Stories about Human Rights from February, 2021
Salihu Tanko Yakasi’s tweets came after the kidnapping of about 300 school girls at Government Girls Secondary School inJangebe, north-western Nigeria, on February 26, 2021.
As the space for free expression in Belarus narrows, many journalists and artists who covered the protests are awaiting trial.
'Editing a Google Doc in support of farmers is an act of sedition in this country now,' a writer said.
Outdated laws, exorbitant fees, and stifling of dissent have ramped up violations to the right of free expression in Malawi, Mozambique, Namibia, South Africa, Tanzania, Zambia, and Zimbabwe.
The protest came on the heels of the Lagos Judicial Panel of Inquiry's decision to reopen the toll gate— a move perceived as insensitive to victims of the Lekki shootings.
The new social media law sets up a series of restrictions that will have a lasting impact on digital rights and freedom of expression in Turkey.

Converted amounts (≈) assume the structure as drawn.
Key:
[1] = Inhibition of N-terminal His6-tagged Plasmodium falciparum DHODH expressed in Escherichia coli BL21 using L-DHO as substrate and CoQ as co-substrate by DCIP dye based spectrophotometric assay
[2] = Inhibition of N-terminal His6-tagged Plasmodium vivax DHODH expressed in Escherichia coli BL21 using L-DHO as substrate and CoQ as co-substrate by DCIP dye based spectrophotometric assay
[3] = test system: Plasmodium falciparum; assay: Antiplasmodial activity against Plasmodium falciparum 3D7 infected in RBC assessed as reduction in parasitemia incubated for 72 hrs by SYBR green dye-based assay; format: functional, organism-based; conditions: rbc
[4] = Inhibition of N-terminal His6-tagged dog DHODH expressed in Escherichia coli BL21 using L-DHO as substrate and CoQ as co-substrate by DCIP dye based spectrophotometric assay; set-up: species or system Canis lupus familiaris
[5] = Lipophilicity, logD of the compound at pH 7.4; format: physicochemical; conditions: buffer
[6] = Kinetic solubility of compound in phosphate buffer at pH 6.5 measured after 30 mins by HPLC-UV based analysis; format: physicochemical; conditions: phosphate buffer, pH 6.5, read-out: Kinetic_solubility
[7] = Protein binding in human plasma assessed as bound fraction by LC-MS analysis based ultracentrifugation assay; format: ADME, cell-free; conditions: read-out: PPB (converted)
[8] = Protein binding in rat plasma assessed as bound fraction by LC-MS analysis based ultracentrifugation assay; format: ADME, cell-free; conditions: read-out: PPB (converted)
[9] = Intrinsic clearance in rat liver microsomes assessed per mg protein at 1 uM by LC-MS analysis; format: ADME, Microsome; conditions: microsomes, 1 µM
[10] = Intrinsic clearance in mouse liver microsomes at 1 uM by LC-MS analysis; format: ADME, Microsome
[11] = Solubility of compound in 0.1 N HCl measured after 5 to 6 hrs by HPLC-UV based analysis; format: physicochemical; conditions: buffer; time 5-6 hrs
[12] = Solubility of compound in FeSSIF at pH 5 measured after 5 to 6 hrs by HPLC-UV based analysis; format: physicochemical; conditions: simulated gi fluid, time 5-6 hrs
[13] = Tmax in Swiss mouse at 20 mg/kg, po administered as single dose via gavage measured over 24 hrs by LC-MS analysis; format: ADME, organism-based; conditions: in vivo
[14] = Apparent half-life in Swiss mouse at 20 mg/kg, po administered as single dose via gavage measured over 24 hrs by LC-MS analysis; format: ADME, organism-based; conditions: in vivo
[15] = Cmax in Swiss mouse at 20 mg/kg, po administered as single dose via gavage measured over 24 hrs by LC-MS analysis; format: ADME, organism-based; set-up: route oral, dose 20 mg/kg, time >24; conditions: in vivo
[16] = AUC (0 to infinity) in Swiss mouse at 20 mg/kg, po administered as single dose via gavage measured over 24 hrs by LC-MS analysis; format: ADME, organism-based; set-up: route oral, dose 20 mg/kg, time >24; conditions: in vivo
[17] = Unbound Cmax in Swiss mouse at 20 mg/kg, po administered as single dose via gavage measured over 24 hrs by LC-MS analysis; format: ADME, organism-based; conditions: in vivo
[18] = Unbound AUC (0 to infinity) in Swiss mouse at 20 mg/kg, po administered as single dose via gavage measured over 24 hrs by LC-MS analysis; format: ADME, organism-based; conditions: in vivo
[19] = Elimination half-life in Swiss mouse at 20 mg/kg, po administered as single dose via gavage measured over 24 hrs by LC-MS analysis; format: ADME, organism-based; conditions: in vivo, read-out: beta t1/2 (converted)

On the anniversary of its launch, the revolutionary e-government app Diia boasts 6 million users, but seems to fall short when it comes to security standards and privacy.
For a brief moment in time, Clubhouse cracked the Great Firewall.
Twitter restored the accounts after concluding they were "speech and newsworthy," a decision the Indian government decried: "Twitter cannot assume the role of a court and justify non-compliance."
If the bill passes, mobile companies would have to set up a database with their subscribers' data, which they'd have to store for at least 12 months after the SIM expires.